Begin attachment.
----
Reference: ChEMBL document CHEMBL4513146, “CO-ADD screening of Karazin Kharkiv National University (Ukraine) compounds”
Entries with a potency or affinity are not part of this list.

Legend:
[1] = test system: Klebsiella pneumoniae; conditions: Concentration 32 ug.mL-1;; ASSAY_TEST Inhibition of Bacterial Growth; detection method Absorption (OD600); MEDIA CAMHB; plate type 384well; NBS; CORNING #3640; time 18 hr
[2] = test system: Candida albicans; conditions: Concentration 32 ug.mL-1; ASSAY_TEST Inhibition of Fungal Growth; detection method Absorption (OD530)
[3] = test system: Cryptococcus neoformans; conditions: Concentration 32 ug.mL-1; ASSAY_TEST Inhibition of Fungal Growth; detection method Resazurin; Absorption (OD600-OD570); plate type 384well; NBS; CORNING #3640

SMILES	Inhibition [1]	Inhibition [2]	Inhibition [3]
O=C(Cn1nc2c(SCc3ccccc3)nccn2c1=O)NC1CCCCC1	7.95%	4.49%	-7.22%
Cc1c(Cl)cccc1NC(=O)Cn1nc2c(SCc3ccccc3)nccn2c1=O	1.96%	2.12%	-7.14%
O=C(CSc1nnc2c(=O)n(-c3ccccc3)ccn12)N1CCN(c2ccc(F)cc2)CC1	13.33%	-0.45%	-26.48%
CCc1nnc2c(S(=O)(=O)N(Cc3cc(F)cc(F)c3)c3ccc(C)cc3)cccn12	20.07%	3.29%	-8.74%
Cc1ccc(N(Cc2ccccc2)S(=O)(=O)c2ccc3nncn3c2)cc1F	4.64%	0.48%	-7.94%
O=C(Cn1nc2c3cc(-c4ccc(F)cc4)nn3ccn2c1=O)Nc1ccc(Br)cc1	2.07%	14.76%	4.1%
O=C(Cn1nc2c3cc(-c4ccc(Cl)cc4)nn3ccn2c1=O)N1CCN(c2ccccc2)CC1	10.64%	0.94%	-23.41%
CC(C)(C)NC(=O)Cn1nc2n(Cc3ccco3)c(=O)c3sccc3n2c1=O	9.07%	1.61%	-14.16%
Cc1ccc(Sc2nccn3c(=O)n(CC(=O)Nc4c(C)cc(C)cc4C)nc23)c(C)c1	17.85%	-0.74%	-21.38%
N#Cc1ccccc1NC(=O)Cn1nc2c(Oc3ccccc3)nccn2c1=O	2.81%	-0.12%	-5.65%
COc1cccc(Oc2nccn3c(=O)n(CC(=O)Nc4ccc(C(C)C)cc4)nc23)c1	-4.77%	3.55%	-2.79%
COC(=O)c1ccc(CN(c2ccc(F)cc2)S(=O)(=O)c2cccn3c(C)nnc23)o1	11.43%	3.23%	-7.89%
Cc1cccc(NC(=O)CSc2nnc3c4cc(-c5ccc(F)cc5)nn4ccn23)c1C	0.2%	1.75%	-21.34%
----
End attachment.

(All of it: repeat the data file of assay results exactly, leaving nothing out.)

Reference: ChEMBL document CHEMBL4513146, “CO-ADD screening of Karazin Kharkiv National University (Ukraine) compounds”
Entries with a potency or affinity are not part of this list.

Legend:
[1] = test system: Klebsiella pneumoniae; conditions: Concentration 32 ug.mL-1;; ASSAY_TEST Inhibition of Bacterial Growth; detection method Absorption (OD600); MEDIA CAMHB; plate type 384well; NBS; CORNING #3640; time 18 hr
[2] = test system: Candida albicans; conditions: Concentration 32 ug.mL-1; ASSAY_TEST Inhibition of Fungal Growth; detection method Absorption (OD530)
[3] = test system: Cryptococcus neoformans; conditions: Concentration 32 ug.mL-1; ASSAY_TEST Inhibition of Fungal Growth; detection method Resazurin; Absorption (OD600-OD570); plate type 384well; NBS; CORNING #3640

SMILES	Inhibition [1]	Inhibition [2]	Inhibition [3]
O=C(Cn1nc2c(SCc3ccccc3)nccn2c1=O)NC1CCCCC1	7.95%	4.49%	-7.22%
Cc1c(Cl)cccc1NC(=O)Cn1nc2c(SCc3ccccc3)nccn2c1=O	1.96%	2.12%	-7.14%
O=C(CSc1nnc2c(=O)n(-c3ccccc3)ccn12)N1CCN(c2ccc(F)cc2)CC1	13.33%	-0.45%	-26.48%
CCc1nnc2c(S(=O)(=O)N(Cc3cc(F)cc(F)c3)c3ccc(C)cc3)cccn12	20.07%	3.29%	-8.74%
Cc1ccc(N(Cc2ccccc2)S(=O)(=O)c2ccc3nncn3c2)cc1F	4.64%	0.48%	-7.94%
O=C(Cn1nc2c3cc(-c4ccc(F)cc4)nn3ccn2c1=O)Nc1ccc(Br)cc1	2.07%	14.76%	4.1%
O=C(Cn1nc2c3cc(-c4ccc(Cl)cc4)nn3ccn2c1=O)N1CCN(c2ccccc2)CC1	10.64%	0.94%	-23.41%
CC(C)(C)NC(=O)Cn1nc2n(Cc3ccco3)c(=O)c3sccc3n2c1=O	9.07%	1.61%	-14.16%
Cc1ccc(Sc2nccn3c(=O)n(CC(=O)Nc4c(C)cc(C)cc4C)nc23)c(C)c1	17.85%	-0.74%	-21.38%
N#Cc1ccccc1NC(=O)Cn1nc2c(Oc3ccccc3)nccn2c1=O	2.81%	-0.12%	-5.65%
COc1cccc(Oc2nccn3c(=O)n(CC(=O)Nc4ccc(C(C)C)cc4)nc23)c1	-4.77%	3.55%	-2.79%
COC(=O)c1ccc(CN(c2ccc(F)cc2)S(=O)(=O)c2cccn3c(C)nnc23)o1	11.43%	3.23%	-7.89%
Cc1cccc(NC(=O)CSc2nnc3c4cc(-c5ccc(F)cc5)nn4ccn23)c1C	0.2%	1.75%	-21.34%